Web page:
Chris Sale has been on the figurative trade block for over a year now and things started to heat up this off-season. Once the 2016 Winter Meeting started on Sunday, things went into hyperdrive, with the Washington Nationals being the most prominent contender to land the 27-year-old ace.
With a sterile free agent market—especially with pitchers—the trade circuit was to be the main source of attention. Tampa’s Chris Archer and Oakland’s Sonny Gray were potentially available, but the golden goose resided in south Chicago with Sale.
Speaking of golden gooses, it would take one to acquire the five-time All-Star. And then some more. Chicago dictated the market with its finest asset and were certainly demanding Yoan Moncada in a potential deal with Boston, Trea Turner or Lucas Giolito in a deal with Washington, Nomar Mazara or Rougned Odor from the Rangers and Alex Bregman from the Astros.
Reports yesterday hinted that the White Sox used Washington’s rumored Lucas Giolito/Victor Robles package as leverage. It appears it worked.
Teams are always gun-shy about dealing their top prospects. Once they make their successful debut, it becomes almost impossible. This was the case with Turner, Mazara and Bregman.
Moncada did make his debut last season, but appeared in just eight games. He’s going to be a stud, but hasn’t had the chance to display it yet at the big league level. If he had played, say half a season like Turner, maybe Boston doesn’t pull the trigger. Or tries to sell the Chi Sox on Rafael Devers fronting a package, since they dealt Anderson Espinzona to San Diego for Drew Pomeranz and his troublesome medical records.
Granted, Turner played out of his mind and is definitely going to be great himself, but I can’t help but think if the Nats had kept him buried in Triple-A (as they did for far too long anyway) they wouldn’t have had a much easier time parting with him.
With that said, around 3 PM EST on Tuesday afternoon, it did end up being Yoan Moncada and three others from the Boston Red Sox to the Chicago White Sox for Chris Sale.
The retooling more so than rebuilding White Sox acquire four prospects total for their former best player. Chicago’s second best team (with all due respect, the Cubs are champs) isn’t far off but aren’t so close and their decision to forgo annual mediocrity is admirable. Bold, but admirable. And risky.
The speculated transaction had been rumored long before Chris Sale became the team’s unsanctioned tailor back in July. The writing was certainly on the wall. Now it’s legitimate.
Moncada, 21, played a lot of third base in his final Red Sox days because of Dustin Pedroiaand will presumably move back to wide open second base for the White Sox. His power from such a position complements a potentially overall Hall of Fame skill set. He was one of the top international signings in 2015 from Cuba.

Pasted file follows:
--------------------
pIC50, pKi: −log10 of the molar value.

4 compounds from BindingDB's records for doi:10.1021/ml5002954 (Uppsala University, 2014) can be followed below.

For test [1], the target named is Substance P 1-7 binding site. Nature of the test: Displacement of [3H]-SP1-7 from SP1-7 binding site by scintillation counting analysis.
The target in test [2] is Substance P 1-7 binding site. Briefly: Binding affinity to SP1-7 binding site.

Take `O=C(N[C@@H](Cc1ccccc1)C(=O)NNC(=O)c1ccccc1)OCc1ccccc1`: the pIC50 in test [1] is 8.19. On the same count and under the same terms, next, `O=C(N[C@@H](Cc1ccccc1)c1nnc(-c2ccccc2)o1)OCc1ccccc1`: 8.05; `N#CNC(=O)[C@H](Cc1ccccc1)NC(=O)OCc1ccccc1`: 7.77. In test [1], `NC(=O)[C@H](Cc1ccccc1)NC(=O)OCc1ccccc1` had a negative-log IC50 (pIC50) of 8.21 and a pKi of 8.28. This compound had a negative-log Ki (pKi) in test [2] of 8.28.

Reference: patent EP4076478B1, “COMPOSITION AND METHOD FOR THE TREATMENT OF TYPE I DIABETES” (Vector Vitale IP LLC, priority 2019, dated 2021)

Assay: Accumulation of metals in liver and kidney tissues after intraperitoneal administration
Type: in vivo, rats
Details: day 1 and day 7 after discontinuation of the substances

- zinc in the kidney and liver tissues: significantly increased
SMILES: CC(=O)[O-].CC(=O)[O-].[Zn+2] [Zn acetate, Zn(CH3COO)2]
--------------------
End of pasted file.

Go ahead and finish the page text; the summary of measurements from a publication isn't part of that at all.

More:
There’s a reason he could head this package, and a reason the Red Sox were the ones able to acquire Sale. He will slot immediately into the White Sox depth chart. A teenage prodigy in Cuba, he translated perfectly coming to the states.
In just two Minor League Baseball seasons, he slashed a dominant .287/.395/.480 with 23 home runs, 100 RBIs, 94 stolen bases, 9 triples, 114 walks, 204 hits. I think it’s easy to see how the switch-hitting infielder became the top prospect in all of baseball.
Kopech, 20, is ranked 67th overall by MLB.Com and was ranked behind Moncada, Andrew Benintendi, Devers and 2016 first rounder Jason Groome. He will most likely move up to second in his transition to the other Sox system. He reportedly hit 105 MPH in July.
The 2014 first rounder has had a rocky road to top prospect status, including a 50-game drug suspension and an altercation with a teammate in Low-A. In 2016, however, he found his way in 2016. He throws 95 comfortably and consistently and can hit triple digits. He also twirls a fast breaking ball that packs a very effective punch. He struck out 86 batters in 56.1 innings this year (13.7 K/9) and has retired 172 batters on strikeouts in 134.2 Minor League innings.
The second arm going to the south side is Victor Diaz. The 22-year old is the least projectable but still very talented piece of this five-player blockbuster. Signed out of the Dominican Republic in 2014 and having finished 2016 in Low-A Greenville, I suspect the White Sox have plans to advance him to High-A at the onset of the 2017 season and push him as a reliever.
Diaz throws an electric heater, throwing just as hard as the flamethrower Kopech. His stuff rates superior to his command and along with a slider he also features a heavy splitter. Most pitching prospects dabble with starting, but he has yet to and at 22 I don’t think the White Sox plan to dramatically alter his course. He ranked 28th in the Red Sox system but could jump into the 10 or 11 of the White Sox hierarchy.
The final player in the trade is one of two identical twins the Red Sox signed out of Venezuela back in 2012. They’ve now traded both, having dealt Luis Alejandro to the Arizona Diamondbacks earlier this year for reliever Brad Ziegler. Luis Alexander has now also been traded.
Basabe is very raw and still very young at age 20. He’s already tasted High-A because of his five tool potential. While his bat may be a little behind developmentally, his arm and glove are already well ahead of the curve.
He’s exactly what scouts dream of, projectable all over the board. He’s an exciting talent to watch and is now on the national scene for taking part in this trade. Basabe ranked 8th on MLB.Com prior to the deal. He will definitely jump with the Sox but not by too much seeing as two players ranked above him will also be making the trip west.
It’s a steep, steep price to pay. But such is reality for a 27-year-old bonafide ace with a remarkably convenient $29.5 million left on his contract over three seasons. He will be an unrestricted free agent in 2020 at age 31.